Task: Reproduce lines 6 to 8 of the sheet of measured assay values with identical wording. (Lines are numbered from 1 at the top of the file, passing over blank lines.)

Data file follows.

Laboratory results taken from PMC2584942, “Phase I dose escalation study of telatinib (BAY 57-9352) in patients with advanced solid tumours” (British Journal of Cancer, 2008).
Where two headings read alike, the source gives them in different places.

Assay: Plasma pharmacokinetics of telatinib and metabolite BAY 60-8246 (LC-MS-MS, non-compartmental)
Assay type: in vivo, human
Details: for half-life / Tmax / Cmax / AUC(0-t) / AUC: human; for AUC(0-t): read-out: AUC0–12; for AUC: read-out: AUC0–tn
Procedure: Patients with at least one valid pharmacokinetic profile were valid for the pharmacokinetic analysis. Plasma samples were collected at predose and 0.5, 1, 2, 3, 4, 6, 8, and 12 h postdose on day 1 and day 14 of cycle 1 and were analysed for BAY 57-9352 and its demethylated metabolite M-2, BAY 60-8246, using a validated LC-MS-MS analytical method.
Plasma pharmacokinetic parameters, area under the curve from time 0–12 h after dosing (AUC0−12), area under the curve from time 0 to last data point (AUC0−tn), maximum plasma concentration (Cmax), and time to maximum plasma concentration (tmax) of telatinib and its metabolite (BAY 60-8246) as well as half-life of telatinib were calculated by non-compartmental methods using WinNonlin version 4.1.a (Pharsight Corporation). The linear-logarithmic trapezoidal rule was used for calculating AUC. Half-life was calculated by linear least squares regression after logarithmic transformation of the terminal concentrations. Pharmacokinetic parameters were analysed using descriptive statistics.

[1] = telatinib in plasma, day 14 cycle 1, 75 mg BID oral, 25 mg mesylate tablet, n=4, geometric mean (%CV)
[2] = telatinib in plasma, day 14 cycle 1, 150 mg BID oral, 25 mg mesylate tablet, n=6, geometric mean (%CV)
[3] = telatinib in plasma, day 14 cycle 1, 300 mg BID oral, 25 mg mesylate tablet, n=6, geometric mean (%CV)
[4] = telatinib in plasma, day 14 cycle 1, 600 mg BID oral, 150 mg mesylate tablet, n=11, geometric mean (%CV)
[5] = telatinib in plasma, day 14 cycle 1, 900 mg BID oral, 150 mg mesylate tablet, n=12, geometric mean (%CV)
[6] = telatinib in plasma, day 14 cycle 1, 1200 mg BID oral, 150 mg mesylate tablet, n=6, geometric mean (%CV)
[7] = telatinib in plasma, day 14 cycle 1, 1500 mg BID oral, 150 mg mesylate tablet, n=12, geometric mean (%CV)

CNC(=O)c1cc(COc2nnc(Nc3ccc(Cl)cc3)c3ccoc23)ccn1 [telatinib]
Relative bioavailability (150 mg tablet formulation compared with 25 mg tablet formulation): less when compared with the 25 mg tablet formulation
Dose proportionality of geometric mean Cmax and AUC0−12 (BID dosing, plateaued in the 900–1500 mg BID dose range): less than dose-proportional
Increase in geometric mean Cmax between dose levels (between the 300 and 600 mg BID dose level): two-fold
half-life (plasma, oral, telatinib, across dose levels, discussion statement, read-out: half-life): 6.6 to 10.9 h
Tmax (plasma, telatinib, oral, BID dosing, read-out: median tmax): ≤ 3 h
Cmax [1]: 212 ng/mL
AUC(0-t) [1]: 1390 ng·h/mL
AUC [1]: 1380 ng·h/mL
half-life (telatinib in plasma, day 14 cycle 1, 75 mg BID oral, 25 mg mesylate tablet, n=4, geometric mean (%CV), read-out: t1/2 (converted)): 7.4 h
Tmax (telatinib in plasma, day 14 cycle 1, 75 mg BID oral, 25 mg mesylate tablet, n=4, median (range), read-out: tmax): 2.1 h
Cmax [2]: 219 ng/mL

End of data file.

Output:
Procedure: Patients with at least one valid pharmacokinetic profile were valid for the pharmacokinetic analysis. Plasma samples were collected at predose and 0.5, 1, 2, 3, 4, 6, 8, and 12 h postdose on day 1 and day 14 of cycle 1 and were analysed for BAY 57-9352 and its demethylated metabolite M-2, BAY 60-8246, using a validated LC-MS-MS analytical method.
Plasma pharmacokinetic parameters, area under the curve from time 0–12 h after dosing (AUC0−12), area under the curve from time 0 to last data point (AUC0−tn), maximum plasma concentration (Cmax), and time to maximum plasma concentration (tmax) of telatinib and its metabolite (BAY 60-8246) as well as half-life of telatinib were calculated by non-compartmental methods using WinNonlin version 4.1.a (Pharsight Corporation). The linear-logarithmic trapezoidal rule was used for calculating AUC. Half-life was calculated by linear least squares regression after logarithmic transformation of the terminal concentrations. Pharmacokinetic parameters were analysed using descriptive statistics.

[1] = telatinib in plasma, day 14 cycle 1, 75 mg BID oral, 25 mg mesylate tablet, n=4, geometric mean (%CV)